n 1: a base hit on which the batter scores a run [syn: homer, home run] 2: ancient Greek epic poet who is believed to have written the Iliad and the Odyssey (circa 850 BC) 3: an ancient Hebrew unit of capacity equal to 10 baths or 10 ephahs [syn: homer, kor] 4: United States painter best known for his seascapes (1836-1910) [syn: Homer, Winslow Homer] 5: pigeon trained to return home [syn: homing pigeon, homer] v 1: hit a home run
I. nounEtymology: Hebrew ??merDate: 1535 an ancient Hebrew unit of capacity equal to about 10 1/2 or later 11 1/2 bushels or 100 United States gallons (378 liters) II. nounEtymology:1homeDate: 1868 1.home run2.homing pigeonIII. intransitive verbDate: 1940 to hit a home run
Greek poet, one of the greatest and most influential writers of all time. Though almost nothing is known of his life, he was probably an Ionian, and tradition holds that he was blind. The ancient Greeks attributed to him the great epic poems the Iliad and the Odyssey. Modern scholars generally agree that he composed (but probably did not literally write) the Iliad, most likely relying on oral traditions, and at least inspired the composition of the Odyssey. The Iliad, set during the Trojan War, tells the story of the wrath of Achilles; the Odyssey tells the story of Odysseus as he travels home from the war. The two epics provided the basis of Greek education and culture in the classical age and formed the backbone of humanistic education down to the Roman empire and the spread of Christianity.
Liver Liv"er, n. [AS. lifer; akin to D. liver, G. leber, OHG. lebara, Icel. lifr, Sw. lefver, and perh. to Gr. ? fat, E. live, v.] (Anat.) A very large glandular and vascular organ in the visceral cavity of all vertebrates. Note: Most of the venous blood from the alimentary canal passes through it on its way back to the heart; and it secretes the bile, produces glycogen, and in other ways changes the blood which passes through it. In man it is situated immediately beneath the diaphragm and mainly on the right side. See Bile, Digestive, and Glycogen. The liver of invertebrate animals is usually made up of c[ae]cal tubes, and differs materially, in form and function, from that of vertebrates. Floating liver. See Wandering liver, under Wandering. Liver of antimony, Liver of sulphur. (Old Chem.) See Hepar. Liver brown, Liver color, the color of liver, a dark, reddish brown. Liver shark (Zo["o]l.), a very large shark (Cetorhinus maximus), inhabiting the northern coasts both of Europe and North America. It sometimes becomes forty feet in length, being one of the largest sharks known; but it has small simple teeth, and is not dangerous. It is captured for the sake of its liver, which often yields several barrels of oil. It has gill rakers, resembling whalebone, by means of which it separates small animals from the sea water. Called also basking shark, bone shark, hoemother, homer, and sailfish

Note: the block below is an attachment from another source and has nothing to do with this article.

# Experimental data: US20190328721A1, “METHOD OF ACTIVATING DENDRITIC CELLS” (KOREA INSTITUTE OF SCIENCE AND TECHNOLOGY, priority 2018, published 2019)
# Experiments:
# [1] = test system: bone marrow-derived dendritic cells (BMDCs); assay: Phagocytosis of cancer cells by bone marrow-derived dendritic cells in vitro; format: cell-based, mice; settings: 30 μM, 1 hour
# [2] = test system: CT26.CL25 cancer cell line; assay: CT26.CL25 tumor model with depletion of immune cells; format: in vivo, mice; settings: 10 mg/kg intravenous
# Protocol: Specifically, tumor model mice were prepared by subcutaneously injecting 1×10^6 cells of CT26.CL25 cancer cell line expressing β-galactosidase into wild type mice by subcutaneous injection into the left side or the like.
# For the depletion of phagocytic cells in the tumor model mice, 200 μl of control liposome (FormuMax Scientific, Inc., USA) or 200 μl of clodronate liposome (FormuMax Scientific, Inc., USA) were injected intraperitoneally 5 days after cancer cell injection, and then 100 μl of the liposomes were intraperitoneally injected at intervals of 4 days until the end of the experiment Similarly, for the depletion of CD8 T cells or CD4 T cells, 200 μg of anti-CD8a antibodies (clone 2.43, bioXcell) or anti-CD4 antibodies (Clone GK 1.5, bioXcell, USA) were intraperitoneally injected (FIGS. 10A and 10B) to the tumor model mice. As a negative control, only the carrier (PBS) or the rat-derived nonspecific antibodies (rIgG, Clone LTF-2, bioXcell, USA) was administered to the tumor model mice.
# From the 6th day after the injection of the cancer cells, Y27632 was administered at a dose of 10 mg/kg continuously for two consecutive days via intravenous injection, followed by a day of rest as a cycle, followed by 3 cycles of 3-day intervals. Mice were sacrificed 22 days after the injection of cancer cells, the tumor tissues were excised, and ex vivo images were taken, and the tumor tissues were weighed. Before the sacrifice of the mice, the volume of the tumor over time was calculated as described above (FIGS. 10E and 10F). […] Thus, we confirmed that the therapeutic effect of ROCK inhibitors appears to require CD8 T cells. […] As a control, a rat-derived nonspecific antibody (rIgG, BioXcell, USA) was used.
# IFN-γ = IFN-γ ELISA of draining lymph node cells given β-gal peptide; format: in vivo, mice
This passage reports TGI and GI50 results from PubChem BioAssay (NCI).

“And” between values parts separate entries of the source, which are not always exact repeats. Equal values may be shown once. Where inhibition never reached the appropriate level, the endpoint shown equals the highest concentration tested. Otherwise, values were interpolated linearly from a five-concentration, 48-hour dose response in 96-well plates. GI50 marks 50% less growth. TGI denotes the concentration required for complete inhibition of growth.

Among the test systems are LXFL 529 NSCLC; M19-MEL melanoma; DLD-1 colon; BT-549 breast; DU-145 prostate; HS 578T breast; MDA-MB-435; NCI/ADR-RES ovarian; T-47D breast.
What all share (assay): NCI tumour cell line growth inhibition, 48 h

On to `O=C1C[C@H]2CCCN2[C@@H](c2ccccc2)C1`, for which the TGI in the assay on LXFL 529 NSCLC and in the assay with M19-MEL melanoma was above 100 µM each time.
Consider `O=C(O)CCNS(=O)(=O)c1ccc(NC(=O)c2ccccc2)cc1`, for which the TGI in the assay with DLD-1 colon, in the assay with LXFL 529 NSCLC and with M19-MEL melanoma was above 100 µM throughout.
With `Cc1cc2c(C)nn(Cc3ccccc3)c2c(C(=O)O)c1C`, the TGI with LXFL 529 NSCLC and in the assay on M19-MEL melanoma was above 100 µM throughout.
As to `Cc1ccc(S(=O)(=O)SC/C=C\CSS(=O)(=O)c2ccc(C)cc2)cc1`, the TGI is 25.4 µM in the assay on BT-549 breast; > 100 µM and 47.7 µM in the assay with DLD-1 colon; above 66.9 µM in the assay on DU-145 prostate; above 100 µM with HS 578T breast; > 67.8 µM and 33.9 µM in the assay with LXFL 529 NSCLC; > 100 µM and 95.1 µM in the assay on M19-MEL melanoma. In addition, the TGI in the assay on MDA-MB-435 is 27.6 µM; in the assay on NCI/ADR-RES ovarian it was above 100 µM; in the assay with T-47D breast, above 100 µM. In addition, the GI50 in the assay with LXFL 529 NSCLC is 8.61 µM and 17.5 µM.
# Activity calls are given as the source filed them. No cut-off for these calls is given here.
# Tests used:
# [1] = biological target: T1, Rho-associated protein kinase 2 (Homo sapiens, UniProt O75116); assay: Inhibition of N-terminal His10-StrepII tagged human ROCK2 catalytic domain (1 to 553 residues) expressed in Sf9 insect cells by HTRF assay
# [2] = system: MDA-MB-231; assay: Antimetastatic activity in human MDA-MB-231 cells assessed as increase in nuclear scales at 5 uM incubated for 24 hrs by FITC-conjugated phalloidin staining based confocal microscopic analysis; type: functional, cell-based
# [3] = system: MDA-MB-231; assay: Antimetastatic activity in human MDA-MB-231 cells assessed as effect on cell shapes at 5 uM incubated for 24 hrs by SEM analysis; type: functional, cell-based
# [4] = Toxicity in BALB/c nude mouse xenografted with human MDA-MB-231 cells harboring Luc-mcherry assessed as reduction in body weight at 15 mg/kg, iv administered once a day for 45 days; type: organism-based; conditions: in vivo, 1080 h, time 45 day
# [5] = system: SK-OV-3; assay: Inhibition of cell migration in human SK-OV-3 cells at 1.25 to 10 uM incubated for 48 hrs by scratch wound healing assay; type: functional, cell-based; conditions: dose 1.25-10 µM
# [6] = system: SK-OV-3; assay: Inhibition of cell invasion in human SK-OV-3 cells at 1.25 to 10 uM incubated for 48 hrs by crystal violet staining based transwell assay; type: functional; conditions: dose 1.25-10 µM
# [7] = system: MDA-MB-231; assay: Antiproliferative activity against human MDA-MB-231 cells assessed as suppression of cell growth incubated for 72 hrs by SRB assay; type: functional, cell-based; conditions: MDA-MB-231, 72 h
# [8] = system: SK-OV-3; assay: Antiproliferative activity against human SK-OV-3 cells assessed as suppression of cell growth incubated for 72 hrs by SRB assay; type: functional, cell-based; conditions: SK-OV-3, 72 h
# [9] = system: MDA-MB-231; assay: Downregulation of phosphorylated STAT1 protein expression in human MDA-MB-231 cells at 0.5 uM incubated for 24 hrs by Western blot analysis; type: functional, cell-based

Homer Ho"mer, n. [Heb. kh[=o]mer.] A Hebrew measure containing, as a liquid measure, ten baths, equivalent to fifty-five gallons, two quarts, one pint; and, as a dry measure, ten ephahs, equivalent to six bushels, two pecks, four quarts. [Written also chomer, gomer.]
carrier, carrier pigeon, goal, grand slam, hit, hole, hole in one, home run, homing pigeon, mail car, mail coach, mail packet, mail train, mail truck, mailer, mailplane, packet boat, pigeon post, post boat, post car, post coach, post-horse, post-office car, poster, railway mail car, score, slam, strike, touchdown